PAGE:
Kate Morton was raised in Queensland, Australia. While she has degrees in English Literature and Dramatic Art, she has chosen to pursue a doctoral degree. Kate and her family now live in the Brisbane area.
Photo and bio gotten from Goodreads
The Secret Keeper by Kate Morton
PUBLISHER: Atria Books
PUBLICATION DATE: October 16, 2012
During a summer party at the family farm in the English countryside, sixteen-year-old Laurel Nicolson has escaped to her childhood tree house and is happily dreaming of the future. She spies a stranger coming up the long road to the farm and watches as her mother speaks to him. Before the afternoon is over, Laurel will witness a shocking crime. A crime that challenges everything she knows about her family and especially her mother, Dorothy—her vivacious, loving, nearly perfect mother.
Now, fifty years later, Laurel is a successful and well-regarded actress living in London. The family is gathering at Greenacres farm for Dorothy’s ninetieth birthday. Realizing that this may be her last chance, Laurel searches for answers to the questions that still haunt her from that long-ago day, answers that can only be found in Dorothy’s past.
Dorothy’s story takes the reader from pre–WWII England through the blitz, to the ’60s and beyond. It is the secret history of three strangers from vastly different worlds—Dorothy, Vivien, and Jimmy—who meet by chance in wartime London and whose lives are forever entwined. The Secret Keeper explores longings and dreams and the unexpected consequences they sometimes bring. It is an unforgettable story of lovers and friends, deception and passion that is told—in Morton’s signature style—against a backdrop of events that changed the world.
I’m going to be honest here, when I first started this book I couldn’t stand a dang one of these characters. In all honesty I came pretty close to just returning it to the library. However, I was reading this for the online book club that I’m a part of and since I hadn’t participated in awhile I felt like I HAD to finish it. Again to be completely honest with you, when the date for the chat came up I STILL hadn’t finished the book. I just could not bring myself to care about Dorothy or Laurel, 1940’s Dorothy and 1960’s Laurel that is. Plus I just KNEW that Jimmy was going to get (pardon my French) screwed in the end. Before I get into that let me backup…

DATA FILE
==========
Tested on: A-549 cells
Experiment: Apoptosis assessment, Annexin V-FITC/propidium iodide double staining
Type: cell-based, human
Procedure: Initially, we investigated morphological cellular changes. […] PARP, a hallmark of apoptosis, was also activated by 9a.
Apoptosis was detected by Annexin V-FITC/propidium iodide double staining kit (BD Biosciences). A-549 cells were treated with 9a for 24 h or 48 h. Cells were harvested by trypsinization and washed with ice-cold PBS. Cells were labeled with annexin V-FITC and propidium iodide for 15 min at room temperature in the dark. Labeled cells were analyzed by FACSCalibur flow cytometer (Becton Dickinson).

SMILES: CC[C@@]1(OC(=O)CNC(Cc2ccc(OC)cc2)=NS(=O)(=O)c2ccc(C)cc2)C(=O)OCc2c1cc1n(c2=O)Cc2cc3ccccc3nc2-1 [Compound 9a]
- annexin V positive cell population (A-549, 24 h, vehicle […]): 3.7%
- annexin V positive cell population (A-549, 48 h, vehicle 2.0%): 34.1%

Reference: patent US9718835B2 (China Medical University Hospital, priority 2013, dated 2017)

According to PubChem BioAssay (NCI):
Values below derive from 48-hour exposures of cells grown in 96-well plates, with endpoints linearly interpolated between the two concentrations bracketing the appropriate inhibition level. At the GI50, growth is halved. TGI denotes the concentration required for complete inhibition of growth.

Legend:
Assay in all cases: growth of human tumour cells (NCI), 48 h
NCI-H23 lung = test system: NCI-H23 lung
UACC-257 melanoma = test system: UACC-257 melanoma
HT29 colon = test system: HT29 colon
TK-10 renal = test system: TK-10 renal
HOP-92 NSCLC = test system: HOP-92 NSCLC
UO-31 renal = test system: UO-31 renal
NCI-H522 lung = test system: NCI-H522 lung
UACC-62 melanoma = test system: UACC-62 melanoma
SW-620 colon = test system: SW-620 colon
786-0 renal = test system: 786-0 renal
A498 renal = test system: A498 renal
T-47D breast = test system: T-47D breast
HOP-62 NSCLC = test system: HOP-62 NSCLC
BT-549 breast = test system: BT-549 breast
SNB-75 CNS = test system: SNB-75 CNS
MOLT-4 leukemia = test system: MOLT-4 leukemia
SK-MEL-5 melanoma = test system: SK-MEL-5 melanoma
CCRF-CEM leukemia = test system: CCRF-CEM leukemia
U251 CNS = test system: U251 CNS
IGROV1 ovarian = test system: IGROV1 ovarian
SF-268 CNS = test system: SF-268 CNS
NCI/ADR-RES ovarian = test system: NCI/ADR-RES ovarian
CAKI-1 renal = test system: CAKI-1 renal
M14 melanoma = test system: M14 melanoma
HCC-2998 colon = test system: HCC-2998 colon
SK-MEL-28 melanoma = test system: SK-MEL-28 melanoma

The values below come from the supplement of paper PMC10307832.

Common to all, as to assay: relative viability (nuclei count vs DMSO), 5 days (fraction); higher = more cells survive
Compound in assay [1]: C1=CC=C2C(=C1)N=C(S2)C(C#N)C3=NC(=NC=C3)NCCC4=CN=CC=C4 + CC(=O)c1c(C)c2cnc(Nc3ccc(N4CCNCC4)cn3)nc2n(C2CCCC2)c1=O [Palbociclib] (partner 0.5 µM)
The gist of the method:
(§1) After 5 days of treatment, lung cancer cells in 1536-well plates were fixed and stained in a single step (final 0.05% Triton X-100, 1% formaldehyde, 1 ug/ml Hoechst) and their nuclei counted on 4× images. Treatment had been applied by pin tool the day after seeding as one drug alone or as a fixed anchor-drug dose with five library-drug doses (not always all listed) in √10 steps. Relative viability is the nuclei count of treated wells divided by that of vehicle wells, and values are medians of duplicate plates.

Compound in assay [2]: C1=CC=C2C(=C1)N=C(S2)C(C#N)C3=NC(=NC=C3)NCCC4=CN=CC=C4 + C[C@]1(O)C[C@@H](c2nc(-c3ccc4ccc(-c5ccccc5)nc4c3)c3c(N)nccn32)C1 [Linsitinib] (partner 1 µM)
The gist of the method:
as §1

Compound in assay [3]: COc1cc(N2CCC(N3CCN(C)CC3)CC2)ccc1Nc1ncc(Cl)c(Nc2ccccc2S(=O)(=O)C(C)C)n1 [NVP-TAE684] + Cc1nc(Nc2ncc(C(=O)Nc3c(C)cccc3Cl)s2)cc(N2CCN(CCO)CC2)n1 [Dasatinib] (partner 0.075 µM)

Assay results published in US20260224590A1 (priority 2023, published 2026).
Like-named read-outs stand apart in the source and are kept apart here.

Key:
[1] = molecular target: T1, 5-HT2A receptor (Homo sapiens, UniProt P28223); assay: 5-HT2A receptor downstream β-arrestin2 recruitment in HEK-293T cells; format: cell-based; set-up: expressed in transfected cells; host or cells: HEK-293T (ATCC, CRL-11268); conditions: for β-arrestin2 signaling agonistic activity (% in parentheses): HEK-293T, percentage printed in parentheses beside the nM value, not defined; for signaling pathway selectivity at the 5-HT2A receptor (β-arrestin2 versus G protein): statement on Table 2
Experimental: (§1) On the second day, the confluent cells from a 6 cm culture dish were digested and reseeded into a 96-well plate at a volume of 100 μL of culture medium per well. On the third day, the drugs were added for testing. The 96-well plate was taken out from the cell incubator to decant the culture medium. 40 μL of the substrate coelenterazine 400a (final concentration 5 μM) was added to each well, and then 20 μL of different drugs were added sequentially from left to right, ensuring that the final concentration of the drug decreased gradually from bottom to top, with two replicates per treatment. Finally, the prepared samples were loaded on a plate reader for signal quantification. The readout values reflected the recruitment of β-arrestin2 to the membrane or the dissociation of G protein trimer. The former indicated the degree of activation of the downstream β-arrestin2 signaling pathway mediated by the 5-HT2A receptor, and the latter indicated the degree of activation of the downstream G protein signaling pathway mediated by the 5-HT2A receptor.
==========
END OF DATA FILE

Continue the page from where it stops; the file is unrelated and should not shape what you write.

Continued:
The Secret Keeper starts out with a teenage Laurel in the 1960’s being a, let’s face it, typical teenager. She’s hiding out in the treehouse during her baby brother’s birthday and contemplating sneaking out to meet her boyfriend. Laurel thinks nothing of seeing a stranger coming up the lane, it is the 60’s after all, and she thinks even less of her mother bringing her baby brother up to the house for a forgotten cake knife. However, what her mother does next will mar the already tumultuous relationship between a teenage daughter and her mother. We find out that Laurel soon after leaves the family farm and moves to London and in 2011 she’s a famous actress. However, she still remembers what her mother did back in 1960 and she’s determined to find out WHY. As Laurel starts to put the pieces together of Dorothy’s life and her friendship with a girl named Vivien during the 1940’s.
While Laurel is piecing things together in 2011, we the reader, are taken back to the 1940’s and we see how Dorothy’s life starts in Conventry, where much like Laurel, she feels that she doesn’t fit in with her family. Dorothy runs off to London with her boyfriend, Jimmy, and gets a job as a Governess for a wealthy lady. Overtime you start to realize that Dorothy has a sense of entitlement where she makes things bigger in her mind than they actually are. As the story goes on you start to feel for Jimmy, I mean really feel, and dislike Dorothy. However, the absolute BEST part of the book is right before the end. The twist that this book has is out of this world! I totally did not see it coming and I plan on rereading the book just for the twist. YOU should buy and read it just for the twist! To purchase this book, click here.
4.5 out of 5 (only because the beginning did drag a bit)
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